In a sobering reminder of the seriousness of the situation, the U.S. Embassy in the Bahamas issued a warning to travelers in September. The advisory highlighted a strict law in Turks and Caicos that strongly prohibits the possession of firearms or ammunition. Turks and Caicos, an overseas British territory southeast of the Bahamas, is a popular vacation destination. It is famous for its stunning beaches and vibrant culture.

As the Watsons continue to navigate this distressing ordeal, their story serves as a cautionary tale for travelers. Underscoring the importance of being aware of and complying with the laws and regulations of any destination visited.

The message from the U.S. Embassy in the Bahamas is clear travelers need to be aware that simply declaring a weapon in their luggage. When flying with an airline does not give them permission to bring. That weapon into the Turks and Caicos Islands (TCI). Doing so will lead to arrest.


The embassy emphasized, “If you bring a firearm or ammunition into TCI, we will not be able to secure your release from custody.”

This serves as a stern warning to anyone considering bringing firearms or ammunition into TCI, highlighting the serious consequences that could follow. It’s crucial for travelers to understand and abide by the laws of the destination they are visiting to avoid legal troubles and ensure a safe and enjoyable trip.

A similar incident occurred involving another American, Bryan Hagerich, from Pennsylvania. While attempting to board a flight out of Turks and Caicos in February, airport authorities discovered ammunition in his luggage. Hagerich claimed he accidentally left it in his bag.

Hagerich, who was on a family vacation with his wife and two young children, has now found himself stuck in the country for 70 days. He spent eight days behind bars before being able to post bail.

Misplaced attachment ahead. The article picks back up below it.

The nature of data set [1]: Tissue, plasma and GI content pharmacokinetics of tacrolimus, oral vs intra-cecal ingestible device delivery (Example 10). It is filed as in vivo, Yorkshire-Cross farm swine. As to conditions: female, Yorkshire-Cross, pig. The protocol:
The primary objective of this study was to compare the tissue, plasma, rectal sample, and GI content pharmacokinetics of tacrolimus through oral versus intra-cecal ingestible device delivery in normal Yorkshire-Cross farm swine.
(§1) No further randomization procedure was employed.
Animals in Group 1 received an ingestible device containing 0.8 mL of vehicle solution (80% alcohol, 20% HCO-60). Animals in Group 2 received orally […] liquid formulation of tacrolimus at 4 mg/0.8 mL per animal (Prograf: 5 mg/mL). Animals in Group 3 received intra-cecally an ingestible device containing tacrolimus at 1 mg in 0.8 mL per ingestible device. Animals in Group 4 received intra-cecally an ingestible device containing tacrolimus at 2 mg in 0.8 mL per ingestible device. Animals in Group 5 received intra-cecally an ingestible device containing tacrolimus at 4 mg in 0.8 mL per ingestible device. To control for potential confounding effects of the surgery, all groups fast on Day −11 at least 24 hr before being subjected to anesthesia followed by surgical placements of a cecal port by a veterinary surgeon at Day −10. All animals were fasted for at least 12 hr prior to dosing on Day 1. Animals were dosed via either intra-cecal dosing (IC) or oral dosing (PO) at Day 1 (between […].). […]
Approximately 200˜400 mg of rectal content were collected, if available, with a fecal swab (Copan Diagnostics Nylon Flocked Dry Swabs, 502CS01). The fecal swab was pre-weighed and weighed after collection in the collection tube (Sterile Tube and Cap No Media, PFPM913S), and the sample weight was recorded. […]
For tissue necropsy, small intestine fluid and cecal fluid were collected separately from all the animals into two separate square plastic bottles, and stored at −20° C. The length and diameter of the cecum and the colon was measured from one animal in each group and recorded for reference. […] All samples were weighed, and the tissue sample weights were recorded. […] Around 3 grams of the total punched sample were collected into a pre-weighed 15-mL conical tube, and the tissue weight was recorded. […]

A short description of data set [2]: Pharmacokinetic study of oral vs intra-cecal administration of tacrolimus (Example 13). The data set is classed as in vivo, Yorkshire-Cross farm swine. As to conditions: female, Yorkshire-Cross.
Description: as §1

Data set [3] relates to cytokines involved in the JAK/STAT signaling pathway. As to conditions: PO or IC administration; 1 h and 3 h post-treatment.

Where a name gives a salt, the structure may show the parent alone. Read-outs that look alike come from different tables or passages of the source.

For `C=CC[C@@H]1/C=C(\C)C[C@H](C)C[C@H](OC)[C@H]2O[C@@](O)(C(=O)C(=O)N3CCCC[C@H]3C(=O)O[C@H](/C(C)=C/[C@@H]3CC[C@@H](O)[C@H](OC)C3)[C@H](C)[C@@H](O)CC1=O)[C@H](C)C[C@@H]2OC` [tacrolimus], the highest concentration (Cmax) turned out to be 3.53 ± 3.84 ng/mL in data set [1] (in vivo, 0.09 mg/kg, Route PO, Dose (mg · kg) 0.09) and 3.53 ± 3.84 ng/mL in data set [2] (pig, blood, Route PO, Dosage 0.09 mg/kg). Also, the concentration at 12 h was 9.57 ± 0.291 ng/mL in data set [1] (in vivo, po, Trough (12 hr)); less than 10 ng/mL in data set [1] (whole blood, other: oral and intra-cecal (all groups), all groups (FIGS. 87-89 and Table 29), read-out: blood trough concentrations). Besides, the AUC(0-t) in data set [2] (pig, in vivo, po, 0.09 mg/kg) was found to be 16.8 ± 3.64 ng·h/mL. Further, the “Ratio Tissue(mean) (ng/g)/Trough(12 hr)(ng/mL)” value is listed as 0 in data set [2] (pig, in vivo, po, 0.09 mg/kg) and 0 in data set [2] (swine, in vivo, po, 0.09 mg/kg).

Reflecting on his ordeal, Hagerich expressed the intense fear and uncertainty he faced. “It’s incredibly scary. You know, you just don’t know what the next day may bring. You know, what path this may take,” he shared with NBC Boston.

Hagerich’s story serves as another stark reminder of the strict enforcement of firearms and ammunition laws in Turks and Caicos. It underscores the importance of travelers being vigilant and aware of the regulations of any destination they visit to avoid finding themselves in similarly troubling circumstances.

Bryan Hagerich, a former professional baseball player from Pennsylvania, found himself entangled in a nightmare while on a family vacation in Turks and Caicos. During a routine luggage check before boarding a flight out of the country in February, airport authorities discovered ammunition in his bags. Hagerich admitted that he had accidentally left it there.

Forced to prolong his stay in Turks and Caicos, Hagerich, along with his wife and two young children, has now been stranded in the country for 70 agonizing days. His ordeal took a particularly distressing turn when he spent eight days behind bars before managing to secure bail.


Reflecting on his experience, Hagerich expressed the profound impact the situation has had on him and his family. “You know, it’s certainly a lot different than packing your bags and going away with your family for a few days. It’s been the worst 70 days of my life,” he shared, highlighting the immense stress and hardship they have endured.

Despite his background as a professional baseball player, having been drafted by the Florida Marlins in the MLB 2007 June Amateur Draft from the University of Delaware, Hagerich finds himself facing a completely different kind of challenge.

With his trial set to begin on May 3, Hagerich’s future remains uncertain as he navigates the complexities of the legal system in a foreign land. His story serves as a sobering reminder of the importance of understanding and adhering to the laws and regulations of any destination to avoid unforeseen and potentially devastating consequences.